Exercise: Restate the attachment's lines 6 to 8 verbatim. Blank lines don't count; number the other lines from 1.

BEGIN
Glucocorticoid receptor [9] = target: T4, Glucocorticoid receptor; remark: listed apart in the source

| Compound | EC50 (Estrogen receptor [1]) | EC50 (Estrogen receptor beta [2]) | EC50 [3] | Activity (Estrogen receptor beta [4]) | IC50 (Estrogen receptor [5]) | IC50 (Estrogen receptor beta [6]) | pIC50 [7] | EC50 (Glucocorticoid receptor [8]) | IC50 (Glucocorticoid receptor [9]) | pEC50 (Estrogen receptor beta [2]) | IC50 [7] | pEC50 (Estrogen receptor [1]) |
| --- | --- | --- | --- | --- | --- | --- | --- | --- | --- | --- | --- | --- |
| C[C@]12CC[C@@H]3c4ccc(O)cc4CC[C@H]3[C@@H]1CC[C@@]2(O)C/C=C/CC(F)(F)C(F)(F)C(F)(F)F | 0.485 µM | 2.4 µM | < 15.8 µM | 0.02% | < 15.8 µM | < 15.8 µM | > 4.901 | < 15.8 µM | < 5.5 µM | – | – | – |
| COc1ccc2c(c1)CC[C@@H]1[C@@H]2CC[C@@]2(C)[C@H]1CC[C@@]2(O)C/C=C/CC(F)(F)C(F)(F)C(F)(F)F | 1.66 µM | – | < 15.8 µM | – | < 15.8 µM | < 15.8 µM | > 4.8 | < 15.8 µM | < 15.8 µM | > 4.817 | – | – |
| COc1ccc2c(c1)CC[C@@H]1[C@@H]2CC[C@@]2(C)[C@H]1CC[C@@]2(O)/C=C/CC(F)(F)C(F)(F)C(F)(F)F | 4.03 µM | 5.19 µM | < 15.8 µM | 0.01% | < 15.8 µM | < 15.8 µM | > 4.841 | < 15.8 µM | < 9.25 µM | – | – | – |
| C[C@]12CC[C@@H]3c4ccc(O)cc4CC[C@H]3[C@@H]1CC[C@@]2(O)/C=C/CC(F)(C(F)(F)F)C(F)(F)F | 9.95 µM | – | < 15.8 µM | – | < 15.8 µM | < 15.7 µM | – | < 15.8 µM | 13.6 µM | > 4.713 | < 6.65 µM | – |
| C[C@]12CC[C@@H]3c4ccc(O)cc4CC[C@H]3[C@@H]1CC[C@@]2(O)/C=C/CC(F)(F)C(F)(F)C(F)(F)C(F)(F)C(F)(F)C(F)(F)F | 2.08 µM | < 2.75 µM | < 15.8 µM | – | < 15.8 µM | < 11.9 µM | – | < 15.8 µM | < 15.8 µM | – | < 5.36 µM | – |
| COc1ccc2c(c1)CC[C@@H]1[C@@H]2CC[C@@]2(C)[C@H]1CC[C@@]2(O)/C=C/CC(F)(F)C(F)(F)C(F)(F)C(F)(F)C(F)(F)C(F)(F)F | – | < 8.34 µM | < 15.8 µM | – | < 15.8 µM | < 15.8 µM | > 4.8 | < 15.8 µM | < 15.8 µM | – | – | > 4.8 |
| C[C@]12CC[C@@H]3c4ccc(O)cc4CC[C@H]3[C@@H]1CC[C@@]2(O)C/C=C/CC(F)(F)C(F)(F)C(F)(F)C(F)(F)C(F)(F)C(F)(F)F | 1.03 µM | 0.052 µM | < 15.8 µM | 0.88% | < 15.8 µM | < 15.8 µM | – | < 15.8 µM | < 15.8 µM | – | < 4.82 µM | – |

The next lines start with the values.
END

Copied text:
| COc1ccc2c(c1)CC[C@@H]1[C@@H]2CC[C@@]2(C)[C@H]1CC[C@@]2(O)/C=C/CC(F)(F)C(F)(F)C(F)(F)F | 4.03 µM | 5.19 µM | < 15.8 µM | 0.01% | < 15.8 µM | < 15.8 µM | > 4.841 | < 15.8 µM | < 9.25 µM | – | – | – |
| C[C@]12CC[C@@H]3c4ccc(O)cc4CC[C@H]3[C@@H]1CC[C@@]2(O)/C=C/CC(F)(C(F)(F)F)C(F)(F)F | 9.95 µM | – | < 15.8 µM | – | < 15.8 µM | < 15.7 µM | – | < 15.8 µM | 13.6 µM | > 4.713 | < 6.65 µM | – |
| C[C@]12CC[C@@H]3c4ccc(O)cc4CC[C@H]3[C@@H]1CC[C@@]2(O)/C=C/CC(F)(F)C(F)(F)C(F)(F)C(F)(F)C(F)(F)C(F)(F)F | 2.08 µM | < 2.75 µM | < 15.8 µM | – | < 15.8 µM | < 11.9 µM | – | < 15.8 µM | < 15.8 µM | – | < 5.36 µM | – |